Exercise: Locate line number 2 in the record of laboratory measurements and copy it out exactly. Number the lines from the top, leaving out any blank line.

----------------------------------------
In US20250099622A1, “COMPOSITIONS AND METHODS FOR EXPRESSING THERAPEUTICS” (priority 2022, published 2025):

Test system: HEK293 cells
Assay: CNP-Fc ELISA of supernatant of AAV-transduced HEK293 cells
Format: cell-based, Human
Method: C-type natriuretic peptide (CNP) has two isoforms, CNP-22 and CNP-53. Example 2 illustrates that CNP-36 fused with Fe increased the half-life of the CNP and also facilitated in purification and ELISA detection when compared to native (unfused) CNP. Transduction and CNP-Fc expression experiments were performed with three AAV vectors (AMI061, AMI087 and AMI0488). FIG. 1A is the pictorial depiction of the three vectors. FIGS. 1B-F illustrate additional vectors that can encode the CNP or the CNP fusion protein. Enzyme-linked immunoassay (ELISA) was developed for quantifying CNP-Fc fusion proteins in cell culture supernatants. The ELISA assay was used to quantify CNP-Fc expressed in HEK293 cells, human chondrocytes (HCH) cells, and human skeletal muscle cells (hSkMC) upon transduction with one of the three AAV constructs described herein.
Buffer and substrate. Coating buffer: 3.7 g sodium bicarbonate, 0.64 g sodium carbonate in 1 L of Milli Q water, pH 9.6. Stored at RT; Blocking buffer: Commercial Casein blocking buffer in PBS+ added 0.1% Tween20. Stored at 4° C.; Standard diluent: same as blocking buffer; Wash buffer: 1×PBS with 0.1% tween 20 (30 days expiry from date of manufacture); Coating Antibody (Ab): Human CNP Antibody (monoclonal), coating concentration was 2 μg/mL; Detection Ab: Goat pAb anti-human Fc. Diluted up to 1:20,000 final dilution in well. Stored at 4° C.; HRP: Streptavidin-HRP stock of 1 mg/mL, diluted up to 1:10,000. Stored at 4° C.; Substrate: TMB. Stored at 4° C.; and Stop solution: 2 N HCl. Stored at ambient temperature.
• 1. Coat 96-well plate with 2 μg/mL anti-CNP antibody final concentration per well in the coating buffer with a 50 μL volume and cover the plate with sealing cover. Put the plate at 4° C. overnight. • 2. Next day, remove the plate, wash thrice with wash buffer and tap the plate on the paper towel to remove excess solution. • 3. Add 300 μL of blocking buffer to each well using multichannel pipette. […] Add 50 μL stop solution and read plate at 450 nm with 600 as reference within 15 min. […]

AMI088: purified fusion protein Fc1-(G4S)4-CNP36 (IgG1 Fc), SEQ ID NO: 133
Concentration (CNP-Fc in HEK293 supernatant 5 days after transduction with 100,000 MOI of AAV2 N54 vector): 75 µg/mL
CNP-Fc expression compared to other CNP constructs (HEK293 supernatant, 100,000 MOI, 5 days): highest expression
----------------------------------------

Test system: HEK293 cells